One day last summer, state Sen. Richard Polanco was probably about as close to heaven as a machine politician can get in California.
With Gray Davis as the first Democratic governor in 16 years, a patronage feast was underway.
And the man in charge of the seating was a young lawyer-lobbyist whom Polanco recommended for the job.
Polanco had a staffer place a call to the man, Dario Frommer, whose assignment was to vet Davis' potential appointees.
Three minutes later, Frommer called back. Two hours later, he showed up at Polanco's door.
Polanco shut it. "This one is private," he told a reporter following him for a day.
The incident was a small but telling indicator of just how powerful Polanco, a Democrat from northeast Los Angeles, had become.
Not long ago, Polanco and other Latino lawmakers in Sacramento were a few isolated souls fighting the system.
"Now," said someone long active in Latino affairs, "they are the system."
There are many reasons for this: statewide demographic changes, voter registration drives, the perceived anti-immigrant bias of former Gov. Pete Wilson coming back to haunt Republicans.
But Polanco has been the catalyst.
He has done more than anyone else to organize the unprecedented surge to statewide clout that Latino elected officials enjoyed in a decade that will be recorded as a milestone in an ethnic community's political history.
Largely because of Polanco, Latinos, though still a minority of California's population, today constitute a larger share of the state's Legislature than of its electorate.
"I sometimes tease him," said his longtime, on-again, off-again political consultant, Richard Ross:
"I say, 'Polanco, you're the father of the nation.' "
Those who know Polanco say they are not surprised.
Polanco is so aggressive that he has been known to go to another guy's barbecue and take over the cooking, remarking, as an associate quoted him, "It'll be the best."
So aggressive that he marched into a 1991 board meeting of the Metropolitan Water District, an agency that shouted white power structure, and told members, in so many words, that they were a bunch of crooks. "Good afternoon," he began his speech to the small sea of ancient bobbing white heads. "I am here to talk about sweetheart contracts, shadow lobbying--and the general underhanded way this agency operates."
So aggressive that, beginning in the early 1990s, he hung out his own shingle as a political entrepreneur.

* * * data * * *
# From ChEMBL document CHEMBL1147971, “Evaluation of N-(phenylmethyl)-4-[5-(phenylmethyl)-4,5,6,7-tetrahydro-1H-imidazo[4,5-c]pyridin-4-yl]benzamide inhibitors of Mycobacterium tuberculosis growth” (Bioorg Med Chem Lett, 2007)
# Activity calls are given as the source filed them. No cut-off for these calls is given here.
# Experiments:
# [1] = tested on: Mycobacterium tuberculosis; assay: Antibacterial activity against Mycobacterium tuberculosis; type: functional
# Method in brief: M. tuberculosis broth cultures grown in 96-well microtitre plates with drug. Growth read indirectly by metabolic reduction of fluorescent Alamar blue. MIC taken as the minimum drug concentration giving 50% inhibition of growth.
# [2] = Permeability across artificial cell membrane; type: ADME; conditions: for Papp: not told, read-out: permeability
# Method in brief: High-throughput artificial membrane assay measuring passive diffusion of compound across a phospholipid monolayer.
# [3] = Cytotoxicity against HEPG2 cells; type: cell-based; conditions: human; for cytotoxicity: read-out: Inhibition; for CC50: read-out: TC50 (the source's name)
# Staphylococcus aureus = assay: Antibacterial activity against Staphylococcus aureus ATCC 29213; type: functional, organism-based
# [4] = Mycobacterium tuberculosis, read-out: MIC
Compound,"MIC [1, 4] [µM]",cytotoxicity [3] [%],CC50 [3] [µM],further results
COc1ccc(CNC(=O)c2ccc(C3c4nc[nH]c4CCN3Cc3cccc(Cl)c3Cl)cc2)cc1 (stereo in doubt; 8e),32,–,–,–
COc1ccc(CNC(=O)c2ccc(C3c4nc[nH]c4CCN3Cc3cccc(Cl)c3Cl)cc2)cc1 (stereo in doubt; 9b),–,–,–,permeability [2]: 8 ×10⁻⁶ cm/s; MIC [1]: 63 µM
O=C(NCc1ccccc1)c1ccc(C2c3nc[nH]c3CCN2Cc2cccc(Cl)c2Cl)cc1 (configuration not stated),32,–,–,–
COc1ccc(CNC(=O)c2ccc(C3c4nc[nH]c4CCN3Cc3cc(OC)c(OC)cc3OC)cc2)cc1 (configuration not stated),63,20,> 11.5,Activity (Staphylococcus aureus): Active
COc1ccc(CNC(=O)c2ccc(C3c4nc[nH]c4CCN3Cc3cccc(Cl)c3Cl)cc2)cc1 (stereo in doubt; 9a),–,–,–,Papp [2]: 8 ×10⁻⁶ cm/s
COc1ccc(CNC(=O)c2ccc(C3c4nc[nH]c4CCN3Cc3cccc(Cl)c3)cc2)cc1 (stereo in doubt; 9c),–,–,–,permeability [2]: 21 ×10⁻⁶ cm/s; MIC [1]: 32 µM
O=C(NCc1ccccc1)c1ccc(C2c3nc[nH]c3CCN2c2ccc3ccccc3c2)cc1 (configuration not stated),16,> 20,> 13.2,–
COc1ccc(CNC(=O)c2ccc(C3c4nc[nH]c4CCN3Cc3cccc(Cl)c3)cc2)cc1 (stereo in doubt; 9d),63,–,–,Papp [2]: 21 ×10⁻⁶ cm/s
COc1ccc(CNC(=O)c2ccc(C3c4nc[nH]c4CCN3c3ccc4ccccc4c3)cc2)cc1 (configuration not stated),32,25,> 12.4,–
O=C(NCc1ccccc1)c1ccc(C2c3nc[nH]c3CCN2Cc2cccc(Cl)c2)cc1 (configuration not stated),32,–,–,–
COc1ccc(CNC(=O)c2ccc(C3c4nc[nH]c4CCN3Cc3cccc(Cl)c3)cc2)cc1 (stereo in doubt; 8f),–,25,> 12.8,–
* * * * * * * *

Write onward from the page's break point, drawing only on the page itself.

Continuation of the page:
He recruited would-be Latino Democratic lawmakers from around the state, raised millions from special-interest groups to fund their campaigns, and helped run many of them himself.
Victories by candidates he sponsored helped triple the size of the Democratic Latino legislative caucus, which became, with 20 members, the Legislature's largest potential voting bloc outside of the political parties.
More importantly, from the standpoint of taking the reins of state government, alliances in the caucus served as foundations for broader coalitions that installed Latinos in legislative leadership posts for the first time.
Art Torres, chairman of the state Democratic Party and a former legislator from Los Angeles, said he and other Latino elected officials began working on this kind of "architecture" of Latino empowerment in the 1970s.
Polanco, he said, will be remembered for having completed it.
"He is at a moment of great historical opportunity," said his state Senate colleague, Tom Hayden, another Democrat from Los Angeles, "and he is turning the wheel."
Polanco, who is known in empowerment circles simply as "the architect," is a personally ambitious, practical politician who builds from the top down, not a civil rights leader, who builds from the bottom up.
He has the determination of a John Henry: "Tell me it can't be done," he says. "Tell me we can't find a way. We go out and find a way."
As befits a man building a machine, Polanco's great insight was mechanical. It was that no one could stop him if he wanted to bulldoze past long-standing Democratic Party protocols that called for legislative leaders to raise money only to fight Republicans.
Polanco was willing to do that. But he also wanted to raise money to help Latino Democrats beat non-Latino Democrats in primary contests for open legislative seats.
His attitude was: "[After] I fulfill my obligation to the party, don't tell me I can't play."
He became a fund-raising force. Occupying a safe Democratic seat, which meant he needed little money to run his own campaigns, he raised millions for others and helped allies raise untold more by urging donors loyal to him to contribute directly to them.
Fund-raising is difficult for lots of politicians. They find it awkward to ask for money without promising anything specific, and they are not supposed to promise anything, because a promise turns a campaign contribution into a bribe.
But Polanco suggests it is relatively easy. He learned how to vault this hurdle as a child selling oranges door to door.